The only other plausible combination of parties that would have a majority in parliament is a repeat of the often bad-tempered outgoing “grand coalition” of the two big parties, which neither of them wants.
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Merkel's current coalition came about after the 2017 election when Lindner pulled the plug on talks on a possible alliance with the chancellor's Union and the Greens.
Merkel hasn't yet commented publicly on the election result. But her office said Wednesday that she congratulated Scholz, currently her vice chancellor and finance minister, on “his election success” on Monday.

Australian man ‘a bit sore’ after hand was caught in croc’s jaws

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An Australian wildlife tour operator said he was lucky to escape more serious injury or even death when a crocodile lunged from a river and clamped his hand in its jaws.
Sean Dearly was attacked on Monday on the Adelaide River, which is renowned for its “jumping crocodiles” — large crocodiles that rise vertically from the water to snatch chicken carcasses dangled from long poles extended from tourist cruise boats.
The 60-year-old Dearly spoke Wednesday about his encounter with a young 2.2-meter (7-foot) crocodile.
“I’m feeling all right. I’m a bit sore in the arm, of course, but, yeah, I survived it,” he told Nine Network television.
In this image made from a video, Australian wildlife tour operator Sean Dearly is interviewed in Darwin, Australia, Tuesday, Sept. 28, 2021. Dearly said he was lucky to escape more serious injury or even death when a crocodile lunged from a river and clamped his hand in its jaws. Dearly was attacked on Monday on the Adelaide River, which is renowned for its “jumping crocodiles,” large crocodiles that rise vertically from the water to snatch chicken carcasses dangled from long poles extended from tourist cruise boats. (CHANNEL 9 via AP) (CHANNEL 9 Austrialia)
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Dearly had his right hand and forearm in a cast, but did not detail his injuries. He had undergone surgery to repair a severed tendon in his hand, the Northern Territory News reported.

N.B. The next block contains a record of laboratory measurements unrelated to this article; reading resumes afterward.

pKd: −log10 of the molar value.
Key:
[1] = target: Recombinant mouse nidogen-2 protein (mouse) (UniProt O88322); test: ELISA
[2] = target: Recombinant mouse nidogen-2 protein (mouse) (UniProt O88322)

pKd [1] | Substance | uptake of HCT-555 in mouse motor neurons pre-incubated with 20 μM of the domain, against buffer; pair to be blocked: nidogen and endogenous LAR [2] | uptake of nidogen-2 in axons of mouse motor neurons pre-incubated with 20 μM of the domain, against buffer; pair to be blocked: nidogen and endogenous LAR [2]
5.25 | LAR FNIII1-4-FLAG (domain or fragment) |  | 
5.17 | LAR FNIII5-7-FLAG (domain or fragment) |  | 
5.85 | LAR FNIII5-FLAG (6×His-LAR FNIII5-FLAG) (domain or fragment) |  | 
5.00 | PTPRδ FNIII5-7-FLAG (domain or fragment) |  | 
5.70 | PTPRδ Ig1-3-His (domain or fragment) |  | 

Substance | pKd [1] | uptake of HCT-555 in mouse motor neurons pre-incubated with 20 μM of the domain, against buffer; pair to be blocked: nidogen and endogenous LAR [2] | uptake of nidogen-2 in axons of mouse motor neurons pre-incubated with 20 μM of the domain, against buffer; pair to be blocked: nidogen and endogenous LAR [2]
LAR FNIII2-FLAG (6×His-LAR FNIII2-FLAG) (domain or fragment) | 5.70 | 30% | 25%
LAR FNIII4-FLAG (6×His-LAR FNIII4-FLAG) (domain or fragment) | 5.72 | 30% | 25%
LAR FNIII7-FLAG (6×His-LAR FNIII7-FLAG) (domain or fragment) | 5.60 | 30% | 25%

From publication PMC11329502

Dearly said he told the 18 tourists on his cruise on Monday to keep their entire bodies inside the boat at all times for safety.
He then did the opposite when he decided to retrieve a pole he had been using to feed meat to raptors and had dropped overboard.
He was about to grab the pole and “immediately something lunged on to me,” Dearly said.
The crocodile remained clamped on to his arm as he drew back.
“I’ve lifted a crocodile up and I’ve gone: ‘My god, what have I got here?’ And I’m thinking: ‘What are we going to do about this? It’s hanging off my arm,’” Dearly said.
Dearly said he hoped the crocodile would not twist its body, which could have caused more serious tearing wounds and potentially dragged him overboard.
“If it had gone into a twist, it would have given me a bit of grief,” Dearly said.
“It went for another bite and it actually released its grip and I just got my arm out as soon as it released. So I was pretty lucky it dropped back down in the water,” he added.
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An ambulance was called to the scene but Dearly had already left in a car to make the hourlong journey to the nearest hospital at Palmerston, near Darwin.
“If it had been one of our bigger crocodiles, we’ve got Brutus and the Dominator up the river there, massive animals,” Dearly said, referring to Adelaide River crocs that are respectively 5.5 meters (18 feet) and 6 meters (20 feet) long.